Take a look at this article that talks about Sicilian defense variations.  

Preferred by World Champions – 1.d4 move

For many World Chess Champions, including Anatoly Karpov, their most preferred opening move is 1.d4. Even though it is always better to develop the other pieces before bringing the queen out, playing the move 1.d4 opens the way for the queen and the c1 bishop. A familiar advantage that we can assure while playing the 1.d4 move over 1.e4 move is that the pawn gets instantly safeguarded.

When we continue to make the 1.d4 move, our decision to play the mainlines will immediately make us courageous.

Best Chess Opening - 1.d4

Tactical and powerful Catalan Opening

The Catalan opening move is an effective weapon for both attacking and positional players who enjoy playing 1.d4. It usually begins after the moves 1.d4, Nf6, 2.c4, e6, 3.g3, but there are also possibilities of other move orders such as 1.d4, d5, 2.c4, e6, 3.Nf3, Nf6, 4.g3. This is what the move will look like:

Catalan chess Opening Move 1
Catalan chess Opening Move -2
Catalan chess Opening Move  3

The Catalan opening is considered a dangerous weapon for the White, and understanding the piece placement and plans would allow us to safely guide the opening.

In Catalan chess openings, the primary focus is on the White fianchettoing on the kingside after having played the usual queen pawn chess opening moves d4 and c4 when the Black plays ..e6. Therefore, instead of a direct kingside attack, the White aims for positional pressure on the Black’s queenside and in the center for the long term.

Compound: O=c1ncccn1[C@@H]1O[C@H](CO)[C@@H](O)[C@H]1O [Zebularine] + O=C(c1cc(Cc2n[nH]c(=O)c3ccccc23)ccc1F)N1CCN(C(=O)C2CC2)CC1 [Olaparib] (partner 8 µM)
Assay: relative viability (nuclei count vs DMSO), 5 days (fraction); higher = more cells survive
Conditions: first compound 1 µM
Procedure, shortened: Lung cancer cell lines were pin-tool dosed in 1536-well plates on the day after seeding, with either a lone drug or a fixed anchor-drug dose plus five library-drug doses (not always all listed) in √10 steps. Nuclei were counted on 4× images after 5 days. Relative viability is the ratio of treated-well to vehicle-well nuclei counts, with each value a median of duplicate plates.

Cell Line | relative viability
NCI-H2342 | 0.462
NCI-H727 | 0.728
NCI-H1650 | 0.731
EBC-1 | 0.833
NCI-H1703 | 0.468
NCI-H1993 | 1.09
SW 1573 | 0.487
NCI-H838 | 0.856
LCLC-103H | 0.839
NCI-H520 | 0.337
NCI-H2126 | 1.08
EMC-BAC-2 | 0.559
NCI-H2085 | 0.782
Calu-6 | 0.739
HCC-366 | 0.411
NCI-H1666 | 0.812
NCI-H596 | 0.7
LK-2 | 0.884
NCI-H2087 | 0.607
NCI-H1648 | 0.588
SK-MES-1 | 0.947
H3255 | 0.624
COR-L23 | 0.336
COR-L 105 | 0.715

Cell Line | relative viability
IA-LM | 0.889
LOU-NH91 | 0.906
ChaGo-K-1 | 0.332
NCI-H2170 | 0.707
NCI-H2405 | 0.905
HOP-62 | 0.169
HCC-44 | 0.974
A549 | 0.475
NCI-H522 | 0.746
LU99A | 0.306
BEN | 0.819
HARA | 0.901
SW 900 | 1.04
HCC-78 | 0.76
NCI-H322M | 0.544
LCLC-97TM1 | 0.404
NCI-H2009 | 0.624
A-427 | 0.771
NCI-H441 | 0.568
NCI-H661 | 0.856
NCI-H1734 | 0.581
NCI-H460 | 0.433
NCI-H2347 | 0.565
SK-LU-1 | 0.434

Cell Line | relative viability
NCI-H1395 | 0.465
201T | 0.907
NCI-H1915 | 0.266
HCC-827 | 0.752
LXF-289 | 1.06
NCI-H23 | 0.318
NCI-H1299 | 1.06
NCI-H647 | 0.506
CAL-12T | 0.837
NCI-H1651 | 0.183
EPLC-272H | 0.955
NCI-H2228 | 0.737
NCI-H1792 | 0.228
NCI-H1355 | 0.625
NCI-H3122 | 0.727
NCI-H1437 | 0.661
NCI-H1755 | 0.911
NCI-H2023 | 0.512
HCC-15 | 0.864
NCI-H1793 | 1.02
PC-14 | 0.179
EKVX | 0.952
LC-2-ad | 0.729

Reti Opening

One of the most commonly known chess opening moves for positional players with White is 1.Nf3. It is also known as Reti Opening. In this 1.Nf3 move, both the d4 and e5 squares get controlled and provide extra security to the king, especially if we castle kingside later. 1.Nf3 develops a piece instead of moving a pawn to begin the game. The knight develops into a good square, controlling the center while keeping variable options with the central pawns.

The Reti opening is the best chess move for beginners because the plans are straightforward to remember, the king is safeguarded early, and we develop our pieces quickly into strong squares.

This is what the opening looks like:

Best chess openings - Reti opening

The English Opening

1.c4 is the English opening, and it is also one of the best chess opening moves. The English Opening move is an opening wherein the White progress their c-pawn to two squares instead of the d or e pawns. 1.c4 attacks the center (d5) and allows Nc3 to be played in the next few moves. It is an extremely transposition opening. In several cases, the game will get to a similar position that arises from different move orders and other chess opening moves.

The English opening is most suited for medium and advanced players, and it also demands a thorough understanding of positional concepts.

Among several elite World Champion players that have adopted English chess openings are Mikhail Botvinnik, Howard Staunton, Bobby Fischer, and Grandmaster Garry Kasparov.

Best Chess openings - English opening